My way of clicking almost everything fuel related with my little diesels is to "simply" disconnect the fuel return line at the tank, or some convenient place, put it into a clear clean glass jar. Start the engine, high RPM in gear if you like. If it runs clear and clean then just about all the common problems are eliminated.
If the flow is low there is a clog. You'll simply need to know what the flow normally looks like. Mine looks like what might come out of a soda straw if you are bored at a bar.
If there a bubbles, even just one, you have an air leak.
If there is water or crud find a new hobby not involving things with moving parts.
If there is no fuel flow....well you either have much more work to do or simply need to buy some fuel.
None of those thing? You can probably move on the non-fuel problems. However with small diesels it is almost always a fuel issue.
If there has ever been water thru the injector pump it is probably ruined. Likewise if there has been water in the engine oil...the mayonnaise problem...the injector pump is ruined as it is by far the most rust sensitive part of a diesel. It is built like a pocket watch inside.
Good post by aloof !!!!!!
A good (and continual) way to do this and without having to 'guess': is to place vacuum gages on 'downstream side' of every damn 'filter' and then monitor them on a routine basis ..... and then when 'crap' happens simply check and compare against your written log of indicated pressures with the current reading.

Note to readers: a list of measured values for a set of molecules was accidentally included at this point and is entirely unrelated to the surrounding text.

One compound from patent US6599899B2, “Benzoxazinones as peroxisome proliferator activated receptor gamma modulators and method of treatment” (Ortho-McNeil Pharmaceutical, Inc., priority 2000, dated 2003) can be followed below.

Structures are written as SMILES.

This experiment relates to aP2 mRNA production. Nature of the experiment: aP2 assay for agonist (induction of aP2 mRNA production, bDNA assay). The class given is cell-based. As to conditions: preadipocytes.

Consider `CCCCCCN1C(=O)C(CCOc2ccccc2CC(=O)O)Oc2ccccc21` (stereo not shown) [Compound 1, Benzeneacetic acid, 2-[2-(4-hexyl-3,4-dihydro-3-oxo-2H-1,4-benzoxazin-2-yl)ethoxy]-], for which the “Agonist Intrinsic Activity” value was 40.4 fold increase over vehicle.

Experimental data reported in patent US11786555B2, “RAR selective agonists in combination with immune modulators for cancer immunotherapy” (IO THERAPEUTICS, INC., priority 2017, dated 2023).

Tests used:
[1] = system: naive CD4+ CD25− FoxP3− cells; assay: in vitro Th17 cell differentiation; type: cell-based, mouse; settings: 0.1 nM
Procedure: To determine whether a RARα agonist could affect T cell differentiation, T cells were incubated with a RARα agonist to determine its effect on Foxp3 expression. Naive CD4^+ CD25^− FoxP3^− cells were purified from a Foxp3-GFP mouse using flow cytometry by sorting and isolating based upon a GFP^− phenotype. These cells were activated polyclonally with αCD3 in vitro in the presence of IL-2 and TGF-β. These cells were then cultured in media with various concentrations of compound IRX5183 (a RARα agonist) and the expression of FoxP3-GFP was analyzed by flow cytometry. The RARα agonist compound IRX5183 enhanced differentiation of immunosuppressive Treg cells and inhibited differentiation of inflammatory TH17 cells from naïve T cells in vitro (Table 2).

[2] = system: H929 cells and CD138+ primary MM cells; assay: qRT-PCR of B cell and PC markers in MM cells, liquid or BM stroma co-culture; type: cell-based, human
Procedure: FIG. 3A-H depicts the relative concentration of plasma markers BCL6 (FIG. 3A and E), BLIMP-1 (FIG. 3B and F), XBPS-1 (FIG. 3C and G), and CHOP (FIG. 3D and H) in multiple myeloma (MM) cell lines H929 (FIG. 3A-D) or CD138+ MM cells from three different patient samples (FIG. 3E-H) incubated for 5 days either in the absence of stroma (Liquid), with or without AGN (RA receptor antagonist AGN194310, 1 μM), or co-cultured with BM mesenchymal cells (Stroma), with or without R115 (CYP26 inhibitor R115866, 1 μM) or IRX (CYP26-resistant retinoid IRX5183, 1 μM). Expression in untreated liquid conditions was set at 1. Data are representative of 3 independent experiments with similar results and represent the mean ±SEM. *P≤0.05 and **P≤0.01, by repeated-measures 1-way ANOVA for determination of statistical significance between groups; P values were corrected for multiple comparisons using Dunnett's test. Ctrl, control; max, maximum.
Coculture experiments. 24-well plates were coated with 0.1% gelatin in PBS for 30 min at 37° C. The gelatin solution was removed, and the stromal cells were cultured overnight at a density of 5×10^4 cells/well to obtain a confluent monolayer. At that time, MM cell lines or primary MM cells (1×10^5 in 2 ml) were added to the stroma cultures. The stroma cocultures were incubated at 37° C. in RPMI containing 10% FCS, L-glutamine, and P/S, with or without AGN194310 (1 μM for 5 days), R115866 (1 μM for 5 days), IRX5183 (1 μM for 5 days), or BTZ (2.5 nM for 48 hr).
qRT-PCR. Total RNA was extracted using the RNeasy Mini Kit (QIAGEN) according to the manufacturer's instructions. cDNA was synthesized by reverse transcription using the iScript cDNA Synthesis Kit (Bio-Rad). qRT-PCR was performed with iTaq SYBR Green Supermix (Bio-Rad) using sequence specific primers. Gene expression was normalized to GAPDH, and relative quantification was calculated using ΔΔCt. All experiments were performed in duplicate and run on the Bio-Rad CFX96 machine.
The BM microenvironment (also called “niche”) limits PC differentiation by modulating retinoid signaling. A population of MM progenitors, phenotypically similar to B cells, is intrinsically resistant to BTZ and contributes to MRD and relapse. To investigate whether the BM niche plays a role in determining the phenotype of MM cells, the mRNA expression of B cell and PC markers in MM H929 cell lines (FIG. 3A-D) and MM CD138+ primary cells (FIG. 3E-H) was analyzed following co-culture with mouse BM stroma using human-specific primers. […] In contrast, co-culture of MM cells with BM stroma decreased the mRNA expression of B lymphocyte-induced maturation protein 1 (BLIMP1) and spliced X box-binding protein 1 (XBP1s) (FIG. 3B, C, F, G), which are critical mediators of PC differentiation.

A drop in vacuum from 'normal' indicates an air leak, or a filter that is 'bypassing', or has a broken 'pleat' in its filter media, empty tank, etc.
An increase in vacuum indicates a filter that is 'plugging' with debris
An increase in vacuum across all filters indicates a plugged dip tube or blocked tank vent; OR, that the 'first' filter downstream from the tank in the series is blocking. etc. etc. etc. etc.
How to set up the parameters to know when
to change filters .....
With 'brand new' filters, run the engine at near wide open throttle and full load .... and very S-L-O-W-L-Y close the tank valve until the engine begins to 'stumble' and lose rpm; then quickly read EACH of the gages for that maximum vacuum value. This will indicate the maximum VACUUM possible in the system before engine 'shut down'.
Take those values and multiply by .9 (or .8) .... that will establish 'new' maximum 'operational
' vacuum gage values for Wide Open Throttle Operation ... the vacuum on any
gage in the fuel system that indicates that one or ALL the filters HAVE to be changed AASAP (as you only have about 10% (or 20%) of filter 'dirt capacity' remaining before complete engine 'shut down').
With gages installed, you don't have to agonize over 'what the hell is going wrong
' and can quickly locate, identify, and then remedy 'the problem'.